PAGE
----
Skip to main content
You have permission to edit this article.


  • 0

After having her prayers for her father answered with the incredible gift of an organ transplant, Ashley Benton has devoted her life to giving back to those most in need and doing what her father taught her — loving people.


Ashley Benton reached out to shake the hand of former NFL player Chris Henry's mother, Carolyn Glaspy.

It was 2010 and a year earlier, Glaspy's 26-year-old son had fallen off the back of a truck that his fiancee was driving down a winding residential street in Charlotte and suffered massive head injuries. Glaspy donated her son's organs, which went to four people, including Benton's father, who needed a liver.

Now standing face-to-face with Glaspy, Benton's own memories came rushing back:

Her long-suffering father on life support.

The doctor saying he might not make it much longer without an organ transplant.

The prayers to God from a "daddy's girl" that he get just a little more time.

The call that an organ with the same blood type had been found.

"I touched her hand, and it was almost like a spark that went from her to me," Benton, 41, said about the connection with Glaspy, who was being followed by CBS television cameras as she met the families who benefited from her son's organs.

"I knew I had to do something to pay this blessing forward."

So this past Sunday, Benton's white sedan pulled into the first level of the city parking garage on Davie Street, where the homeless and the needy already were lining up.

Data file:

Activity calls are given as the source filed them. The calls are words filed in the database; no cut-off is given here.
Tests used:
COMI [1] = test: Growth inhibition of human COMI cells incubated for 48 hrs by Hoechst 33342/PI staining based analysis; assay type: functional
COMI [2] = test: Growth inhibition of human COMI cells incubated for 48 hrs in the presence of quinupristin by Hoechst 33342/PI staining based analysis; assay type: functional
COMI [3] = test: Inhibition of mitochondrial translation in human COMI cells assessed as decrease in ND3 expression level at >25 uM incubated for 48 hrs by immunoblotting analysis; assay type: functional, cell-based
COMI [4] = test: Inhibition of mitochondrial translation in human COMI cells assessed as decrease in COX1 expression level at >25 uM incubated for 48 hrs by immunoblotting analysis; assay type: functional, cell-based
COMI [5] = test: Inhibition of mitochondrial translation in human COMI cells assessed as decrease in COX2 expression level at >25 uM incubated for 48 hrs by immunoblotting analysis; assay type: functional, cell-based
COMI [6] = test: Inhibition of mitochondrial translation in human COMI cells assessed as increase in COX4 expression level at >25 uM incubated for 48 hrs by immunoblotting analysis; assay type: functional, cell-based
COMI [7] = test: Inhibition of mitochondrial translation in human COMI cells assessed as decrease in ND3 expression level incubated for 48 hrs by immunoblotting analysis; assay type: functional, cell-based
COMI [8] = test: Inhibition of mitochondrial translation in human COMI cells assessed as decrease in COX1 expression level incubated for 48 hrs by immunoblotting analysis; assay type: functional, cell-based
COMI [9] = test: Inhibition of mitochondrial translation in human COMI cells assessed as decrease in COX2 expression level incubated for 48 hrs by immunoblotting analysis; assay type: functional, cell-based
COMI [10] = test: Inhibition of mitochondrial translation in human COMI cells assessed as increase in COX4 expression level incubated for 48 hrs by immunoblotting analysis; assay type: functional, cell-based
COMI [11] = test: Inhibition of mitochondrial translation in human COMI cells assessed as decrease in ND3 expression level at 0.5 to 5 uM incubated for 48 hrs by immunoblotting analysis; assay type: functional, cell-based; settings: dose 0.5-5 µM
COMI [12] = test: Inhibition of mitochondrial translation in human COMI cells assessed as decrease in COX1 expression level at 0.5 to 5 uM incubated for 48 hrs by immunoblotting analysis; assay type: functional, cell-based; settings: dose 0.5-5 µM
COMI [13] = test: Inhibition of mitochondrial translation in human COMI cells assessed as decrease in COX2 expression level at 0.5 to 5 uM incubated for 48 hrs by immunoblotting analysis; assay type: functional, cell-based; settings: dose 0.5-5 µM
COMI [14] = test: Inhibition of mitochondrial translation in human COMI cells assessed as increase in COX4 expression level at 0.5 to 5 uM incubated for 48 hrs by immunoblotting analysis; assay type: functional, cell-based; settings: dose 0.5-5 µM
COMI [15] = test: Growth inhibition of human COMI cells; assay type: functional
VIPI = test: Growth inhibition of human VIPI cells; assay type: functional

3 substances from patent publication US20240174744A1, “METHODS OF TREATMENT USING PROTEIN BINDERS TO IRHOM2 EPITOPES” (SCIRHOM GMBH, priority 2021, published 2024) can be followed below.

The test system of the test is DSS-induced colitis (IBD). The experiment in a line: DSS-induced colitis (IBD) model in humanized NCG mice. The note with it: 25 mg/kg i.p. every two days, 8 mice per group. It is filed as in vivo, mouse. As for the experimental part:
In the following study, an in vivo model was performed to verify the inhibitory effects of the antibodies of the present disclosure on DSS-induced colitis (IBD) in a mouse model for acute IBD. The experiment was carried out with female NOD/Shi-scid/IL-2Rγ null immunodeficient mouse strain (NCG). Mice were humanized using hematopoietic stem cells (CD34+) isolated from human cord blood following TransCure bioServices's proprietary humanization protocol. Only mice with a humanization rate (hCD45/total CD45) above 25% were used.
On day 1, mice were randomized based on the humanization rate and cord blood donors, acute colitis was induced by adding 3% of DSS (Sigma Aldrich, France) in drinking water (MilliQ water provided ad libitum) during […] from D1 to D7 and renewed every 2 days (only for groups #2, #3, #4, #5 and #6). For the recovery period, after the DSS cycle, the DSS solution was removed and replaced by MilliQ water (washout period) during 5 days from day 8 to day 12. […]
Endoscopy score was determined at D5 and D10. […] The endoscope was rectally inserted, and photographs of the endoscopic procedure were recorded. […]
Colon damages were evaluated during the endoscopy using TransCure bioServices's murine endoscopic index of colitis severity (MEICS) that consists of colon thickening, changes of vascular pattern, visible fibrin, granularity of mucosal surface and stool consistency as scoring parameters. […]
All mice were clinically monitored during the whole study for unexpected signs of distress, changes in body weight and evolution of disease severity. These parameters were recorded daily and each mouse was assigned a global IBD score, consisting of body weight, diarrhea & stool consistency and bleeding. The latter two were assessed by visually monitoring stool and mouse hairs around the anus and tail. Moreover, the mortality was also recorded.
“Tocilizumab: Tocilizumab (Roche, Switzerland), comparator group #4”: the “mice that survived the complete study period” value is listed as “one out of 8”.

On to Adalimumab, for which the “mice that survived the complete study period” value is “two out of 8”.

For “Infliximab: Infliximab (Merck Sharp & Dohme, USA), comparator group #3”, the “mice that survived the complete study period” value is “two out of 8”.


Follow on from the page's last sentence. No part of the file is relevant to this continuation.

"We never know what she's going to have, but she's somebody caring what happens to us," said James Roseboro, who is among the first in line.

They know she will be here.

Since 2012, Benton has made the downtown her sanctuary on Sunday mornings, giving out the items she has been able to collect that week and making the people who often live in the shadows part of the conversation.

Oprah Winfrey recently tweeted''Ashley ROCK ON!" about an after-Thanksgiving meal Benton is planning for this Sunday at Center City Park that will include a hot plate of food and gifts.

"This is the only way I know how to pay it back," Benton said. "We were given the ultimate gift, from one human to the next."

• • •

Benton, who is easy to spot each week wearing her green eye shadow and similarly colored "Green Team" T-shirt, is far from the only one out in Center City Park or other spots downtown on weekends, providing items for the homeless and the needy.

Many of the individuals and maybe a half-dozen groups have the same call: to do what they can.

But not everyone takes "selfies" with people in the crowd, "friends" many of them on Facebook and other social media sites, and shares an infectious laugh that echoes through the block.

"Any one of us can make a difference, in our own way, just being who we are," Benton, a Grimsley High graduate, said earlier in the week while putting together the "blessing bags" she hands out each week.